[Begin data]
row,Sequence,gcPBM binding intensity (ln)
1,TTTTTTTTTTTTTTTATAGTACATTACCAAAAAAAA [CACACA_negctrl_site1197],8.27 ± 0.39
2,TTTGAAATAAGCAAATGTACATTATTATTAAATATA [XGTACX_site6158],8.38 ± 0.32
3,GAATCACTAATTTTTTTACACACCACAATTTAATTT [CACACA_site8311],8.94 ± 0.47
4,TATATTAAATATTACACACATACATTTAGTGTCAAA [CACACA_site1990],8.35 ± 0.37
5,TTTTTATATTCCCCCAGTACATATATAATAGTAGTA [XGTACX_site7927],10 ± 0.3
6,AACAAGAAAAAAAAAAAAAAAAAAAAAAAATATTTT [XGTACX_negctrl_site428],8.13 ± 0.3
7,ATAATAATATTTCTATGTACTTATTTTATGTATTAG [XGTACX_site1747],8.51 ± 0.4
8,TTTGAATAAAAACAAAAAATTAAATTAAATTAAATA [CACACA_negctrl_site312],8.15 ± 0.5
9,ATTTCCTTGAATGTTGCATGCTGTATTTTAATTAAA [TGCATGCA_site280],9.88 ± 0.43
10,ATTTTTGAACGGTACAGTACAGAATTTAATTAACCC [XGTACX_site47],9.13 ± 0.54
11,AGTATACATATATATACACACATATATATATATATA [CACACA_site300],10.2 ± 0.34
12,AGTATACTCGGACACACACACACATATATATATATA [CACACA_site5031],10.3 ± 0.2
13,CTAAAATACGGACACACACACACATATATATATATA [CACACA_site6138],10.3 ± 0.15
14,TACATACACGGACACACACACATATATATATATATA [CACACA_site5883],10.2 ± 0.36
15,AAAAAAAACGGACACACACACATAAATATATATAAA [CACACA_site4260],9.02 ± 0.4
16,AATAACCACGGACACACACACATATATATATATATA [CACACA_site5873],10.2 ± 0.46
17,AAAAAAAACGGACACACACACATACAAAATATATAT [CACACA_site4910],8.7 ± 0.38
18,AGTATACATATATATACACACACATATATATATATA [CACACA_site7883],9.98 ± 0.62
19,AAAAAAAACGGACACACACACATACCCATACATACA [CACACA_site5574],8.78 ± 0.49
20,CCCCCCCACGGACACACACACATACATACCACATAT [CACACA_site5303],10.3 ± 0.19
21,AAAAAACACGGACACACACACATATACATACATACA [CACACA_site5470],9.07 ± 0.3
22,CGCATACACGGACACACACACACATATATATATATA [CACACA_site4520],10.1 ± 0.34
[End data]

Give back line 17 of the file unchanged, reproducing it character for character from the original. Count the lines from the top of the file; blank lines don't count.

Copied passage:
16,AATAACCACGGACACACACACATATATATATATATA [CACACA_site5873],10.2 ± 0.46